She has been clean for more than a year, and her mental health is stable. With the help of the BRC-sponsored Metropolitan Apartment Program job preparedness services, she has created a resume and is looking for employment as a receptionist.
Offering some advice, Barbara encouraged other addicts to, “Give yourself a chance. Give yourself a break. [BRC] can show you how to be clean again.”
Willie was 42 years old in 1992, when he started to get high, lured into smoking crack by a female partner.
“I was in and out of prison and jail since then, and I just got tired of it,” recalls Willie — who said his addiction led him to shoplifting to fund his habit.
He had just finished doing a year and a half in prison when he got picked up for another crime. They were going to give him the maximum penalty when Willie begged them for help, saying, “You keep locking me up, but I got a drug and alcohol problem and that’s not doing anything for me. Get me into a program.”
In the winter of 2010, a judge entered Willie into rehab, but wouldn’t let him leave Rikers Island alone. An escort drove him to the Tombs (the NYPD’s Manhattan Detention Complex in Chinatown) — where he walked the short distance to rehab at BRC’s Bowery location.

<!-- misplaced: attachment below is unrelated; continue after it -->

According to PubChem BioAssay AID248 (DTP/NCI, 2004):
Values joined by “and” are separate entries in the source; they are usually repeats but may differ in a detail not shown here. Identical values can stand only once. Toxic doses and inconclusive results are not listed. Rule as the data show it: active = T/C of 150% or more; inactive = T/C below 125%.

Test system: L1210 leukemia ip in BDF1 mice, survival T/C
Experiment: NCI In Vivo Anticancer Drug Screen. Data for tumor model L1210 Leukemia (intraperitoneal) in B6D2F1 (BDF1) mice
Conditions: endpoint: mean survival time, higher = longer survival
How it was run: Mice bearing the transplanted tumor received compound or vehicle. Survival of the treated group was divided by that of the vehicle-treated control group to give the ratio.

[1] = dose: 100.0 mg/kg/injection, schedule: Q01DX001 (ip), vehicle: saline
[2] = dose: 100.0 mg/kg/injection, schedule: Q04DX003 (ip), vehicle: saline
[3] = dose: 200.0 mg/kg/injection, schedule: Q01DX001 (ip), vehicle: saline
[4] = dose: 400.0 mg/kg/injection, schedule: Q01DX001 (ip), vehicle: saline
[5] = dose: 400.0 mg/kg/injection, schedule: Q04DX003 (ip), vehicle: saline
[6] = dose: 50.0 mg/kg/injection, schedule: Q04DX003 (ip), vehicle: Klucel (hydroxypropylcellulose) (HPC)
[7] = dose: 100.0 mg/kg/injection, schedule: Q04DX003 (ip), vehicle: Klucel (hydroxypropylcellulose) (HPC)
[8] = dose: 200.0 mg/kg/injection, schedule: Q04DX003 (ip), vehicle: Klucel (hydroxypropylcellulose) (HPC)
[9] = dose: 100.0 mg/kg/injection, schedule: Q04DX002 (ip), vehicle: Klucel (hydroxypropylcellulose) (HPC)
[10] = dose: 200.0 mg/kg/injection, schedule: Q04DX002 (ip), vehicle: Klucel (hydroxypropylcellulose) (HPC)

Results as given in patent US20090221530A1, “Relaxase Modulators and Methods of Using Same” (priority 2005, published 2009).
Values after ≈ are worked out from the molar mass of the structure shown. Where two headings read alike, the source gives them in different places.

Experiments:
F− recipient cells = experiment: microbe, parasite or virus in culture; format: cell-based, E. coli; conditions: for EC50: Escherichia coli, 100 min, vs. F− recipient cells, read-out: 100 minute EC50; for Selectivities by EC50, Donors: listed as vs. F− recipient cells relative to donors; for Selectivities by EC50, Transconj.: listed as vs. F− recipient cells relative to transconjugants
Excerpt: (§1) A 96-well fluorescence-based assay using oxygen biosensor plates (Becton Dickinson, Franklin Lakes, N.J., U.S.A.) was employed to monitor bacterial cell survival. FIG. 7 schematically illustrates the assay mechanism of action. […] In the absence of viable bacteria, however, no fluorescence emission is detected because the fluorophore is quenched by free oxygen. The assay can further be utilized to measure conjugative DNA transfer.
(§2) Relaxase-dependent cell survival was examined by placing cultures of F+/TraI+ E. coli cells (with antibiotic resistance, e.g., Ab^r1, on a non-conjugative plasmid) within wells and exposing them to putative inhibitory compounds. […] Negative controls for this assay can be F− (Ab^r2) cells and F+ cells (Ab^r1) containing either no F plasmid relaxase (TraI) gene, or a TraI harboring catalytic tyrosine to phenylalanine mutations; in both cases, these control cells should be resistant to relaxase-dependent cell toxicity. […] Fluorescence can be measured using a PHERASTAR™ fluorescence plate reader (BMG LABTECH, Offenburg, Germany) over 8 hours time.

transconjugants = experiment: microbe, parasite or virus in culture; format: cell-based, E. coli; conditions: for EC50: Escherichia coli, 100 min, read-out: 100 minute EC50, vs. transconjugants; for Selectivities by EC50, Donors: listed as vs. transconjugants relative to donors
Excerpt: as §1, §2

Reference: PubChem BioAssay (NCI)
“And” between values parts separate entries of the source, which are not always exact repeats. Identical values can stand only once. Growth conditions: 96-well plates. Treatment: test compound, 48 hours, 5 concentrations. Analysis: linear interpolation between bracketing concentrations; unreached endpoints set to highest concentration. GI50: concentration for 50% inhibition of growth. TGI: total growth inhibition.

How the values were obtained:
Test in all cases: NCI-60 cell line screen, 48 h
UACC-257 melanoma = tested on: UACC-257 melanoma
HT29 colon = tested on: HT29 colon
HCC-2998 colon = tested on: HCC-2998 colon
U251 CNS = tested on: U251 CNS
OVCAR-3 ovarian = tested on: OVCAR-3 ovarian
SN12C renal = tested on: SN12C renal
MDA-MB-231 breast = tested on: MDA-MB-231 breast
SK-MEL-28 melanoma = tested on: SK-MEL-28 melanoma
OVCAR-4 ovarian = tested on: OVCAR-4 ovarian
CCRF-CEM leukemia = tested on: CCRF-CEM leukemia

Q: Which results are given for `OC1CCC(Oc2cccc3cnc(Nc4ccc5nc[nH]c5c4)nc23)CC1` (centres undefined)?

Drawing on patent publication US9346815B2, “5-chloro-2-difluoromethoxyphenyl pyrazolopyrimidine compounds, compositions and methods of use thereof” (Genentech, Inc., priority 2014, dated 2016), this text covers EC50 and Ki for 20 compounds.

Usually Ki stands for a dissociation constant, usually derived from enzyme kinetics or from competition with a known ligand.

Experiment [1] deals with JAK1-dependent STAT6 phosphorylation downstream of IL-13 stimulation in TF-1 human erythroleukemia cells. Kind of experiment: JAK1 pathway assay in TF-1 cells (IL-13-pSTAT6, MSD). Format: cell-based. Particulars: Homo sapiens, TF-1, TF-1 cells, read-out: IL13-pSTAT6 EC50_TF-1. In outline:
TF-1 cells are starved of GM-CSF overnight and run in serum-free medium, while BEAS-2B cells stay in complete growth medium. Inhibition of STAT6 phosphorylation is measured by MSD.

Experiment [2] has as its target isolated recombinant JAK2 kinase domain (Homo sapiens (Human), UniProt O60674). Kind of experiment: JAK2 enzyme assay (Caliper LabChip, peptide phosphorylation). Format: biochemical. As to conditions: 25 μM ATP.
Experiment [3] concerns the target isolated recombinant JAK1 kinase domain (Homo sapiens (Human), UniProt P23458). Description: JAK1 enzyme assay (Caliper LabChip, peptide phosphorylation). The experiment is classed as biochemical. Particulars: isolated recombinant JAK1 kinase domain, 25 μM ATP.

“I was hearing voices and I thought me getting high would help the voices, but it ended up making it worse. The jail thing, I got tired of that. Enough was enough. So I came out of the Tombs and headed to BRC. I don’t fault nobody but myself,” Willie says. “I really don’t look back on my past. I talked to people about it, but my past is my past, and I ain’t going back there no more.”
Willie credits the BRC’s one-on-one counseling and support groups as being invaluable to his recovery. Because he does not talk freely about his life, the biggest challenge was opening up.
Still, he worked the program, noting that his biggest accomplishment was graduating and moving into his own apartment. Edwards, remembering Willie’s graduation speech, says he proudly stated that it was the first thing in his life he ever finished.